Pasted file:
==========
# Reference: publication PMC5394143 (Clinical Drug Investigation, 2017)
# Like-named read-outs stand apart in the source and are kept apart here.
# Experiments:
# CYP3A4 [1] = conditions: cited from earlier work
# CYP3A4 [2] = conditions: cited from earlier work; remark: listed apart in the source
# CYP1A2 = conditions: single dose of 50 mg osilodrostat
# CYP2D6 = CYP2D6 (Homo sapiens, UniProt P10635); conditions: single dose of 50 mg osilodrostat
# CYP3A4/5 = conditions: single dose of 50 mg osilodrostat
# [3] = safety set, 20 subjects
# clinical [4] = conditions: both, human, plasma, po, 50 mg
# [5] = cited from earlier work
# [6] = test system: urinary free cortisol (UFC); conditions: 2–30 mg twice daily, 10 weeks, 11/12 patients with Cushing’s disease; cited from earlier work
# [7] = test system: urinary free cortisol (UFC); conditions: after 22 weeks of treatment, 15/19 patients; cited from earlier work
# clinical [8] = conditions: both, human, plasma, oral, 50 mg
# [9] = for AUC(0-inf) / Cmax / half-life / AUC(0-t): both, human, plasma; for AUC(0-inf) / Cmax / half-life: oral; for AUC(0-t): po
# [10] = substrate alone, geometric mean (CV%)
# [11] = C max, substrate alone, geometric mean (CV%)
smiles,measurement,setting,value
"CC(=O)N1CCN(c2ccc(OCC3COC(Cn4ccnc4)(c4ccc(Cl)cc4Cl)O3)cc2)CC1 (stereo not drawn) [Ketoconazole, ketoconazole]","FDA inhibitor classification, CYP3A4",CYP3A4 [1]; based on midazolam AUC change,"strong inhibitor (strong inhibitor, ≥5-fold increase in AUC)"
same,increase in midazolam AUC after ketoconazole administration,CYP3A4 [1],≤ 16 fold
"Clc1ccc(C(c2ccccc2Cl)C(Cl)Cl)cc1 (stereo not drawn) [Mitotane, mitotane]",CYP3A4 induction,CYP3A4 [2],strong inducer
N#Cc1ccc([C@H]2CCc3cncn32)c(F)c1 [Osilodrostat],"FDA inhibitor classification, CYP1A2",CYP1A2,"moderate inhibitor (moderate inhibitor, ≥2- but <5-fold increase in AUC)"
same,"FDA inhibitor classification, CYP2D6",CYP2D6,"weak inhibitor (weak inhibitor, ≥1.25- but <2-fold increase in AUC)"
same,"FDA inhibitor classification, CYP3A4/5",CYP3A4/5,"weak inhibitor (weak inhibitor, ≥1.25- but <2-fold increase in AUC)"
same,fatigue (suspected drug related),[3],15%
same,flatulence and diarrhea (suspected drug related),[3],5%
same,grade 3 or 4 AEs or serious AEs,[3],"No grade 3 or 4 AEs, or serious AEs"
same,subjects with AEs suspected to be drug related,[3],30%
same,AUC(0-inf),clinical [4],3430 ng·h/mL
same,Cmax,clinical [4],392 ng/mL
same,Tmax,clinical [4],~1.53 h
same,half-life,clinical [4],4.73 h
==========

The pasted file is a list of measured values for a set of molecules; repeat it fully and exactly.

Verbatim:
# Reference: publication PMC5394143 (Clinical Drug Investigation, 2017)
# Like-named read-outs stand apart in the source and are kept apart here.
# Experiments:
# CYP3A4 [1] = conditions: cited from earlier work
# CYP3A4 [2] = conditions: cited from earlier work; remark: listed apart in the source
# CYP1A2 = conditions: single dose of 50 mg osilodrostat
# CYP2D6 = CYP2D6 (Homo sapiens, UniProt P10635); conditions: single dose of 50 mg osilodrostat
# CYP3A4/5 = conditions: single dose of 50 mg osilodrostat
# [3] = safety set, 20 subjects
# clinical [4] = conditions: both, human, plasma, po, 50 mg
# [5] = cited from earlier work
# [6] = test system: urinary free cortisol (UFC); conditions: 2–30 mg twice daily, 10 weeks, 11/12 patients with Cushing’s disease; cited from earlier work
# [7] = test system: urinary free cortisol (UFC); conditions: after 22 weeks of treatment, 15/19 patients; cited from earlier work
# clinical [8] = conditions: both, human, plasma, oral, 50 mg
# [9] = for AUC(0-inf) / Cmax / half-life / AUC(0-t): both, human, plasma; for AUC(0-inf) / Cmax / half-life: oral; for AUC(0-t): po
# [10] = substrate alone, geometric mean (CV%)
# [11] = C max, substrate alone, geometric mean (CV%)
smiles,measurement,setting,value
"CC(=O)N1CCN(c2ccc(OCC3COC(Cn4ccnc4)(c4ccc(Cl)cc4Cl)O3)cc2)CC1 (stereo not drawn) [Ketoconazole, ketoconazole]","FDA inhibitor classification, CYP3A4",CYP3A4 [1]; based on midazolam AUC change,"strong inhibitor (strong inhibitor, ≥5-fold increase in AUC)"
same,increase in midazolam AUC after ketoconazole administration,CYP3A4 [1],≤ 16 fold
"Clc1ccc(C(c2ccccc2Cl)C(Cl)Cl)cc1 (stereo not drawn) [Mitotane, mitotane]",CYP3A4 induction,CYP3A4 [2],strong inducer
N#Cc1ccc([C@H]2CCc3cncn32)c(F)c1 [Osilodrostat],"FDA inhibitor classification, CYP1A2",CYP1A2,"moderate inhibitor (moderate inhibitor, ≥2- but <5-fold increase in AUC)"
same,"FDA inhibitor classification, CYP2D6",CYP2D6,"weak inhibitor (weak inhibitor, ≥1.25- but <2-fold increase in AUC)"
same,"FDA inhibitor classification, CYP3A4/5",CYP3A4/5,"weak inhibitor (weak inhibitor, ≥1.25- but <2-fold increase in AUC)"
same,fatigue (suspected drug related),[3],15%
same,flatulence and diarrhea (suspected drug related),[3],5%
same,grade 3 or 4 AEs or serious AEs,[3],"No grade 3 or 4 AEs, or serious AEs"
same,subjects with AEs suspected to be drug related,[3],30%
same,AUC(0-inf),clinical [4],3430 ng·h/mL
same,Cmax,clinical [4],392 ng/mL
same,Tmax,clinical [4],~1.53 h
same,half-life,clinical [4],4.73 h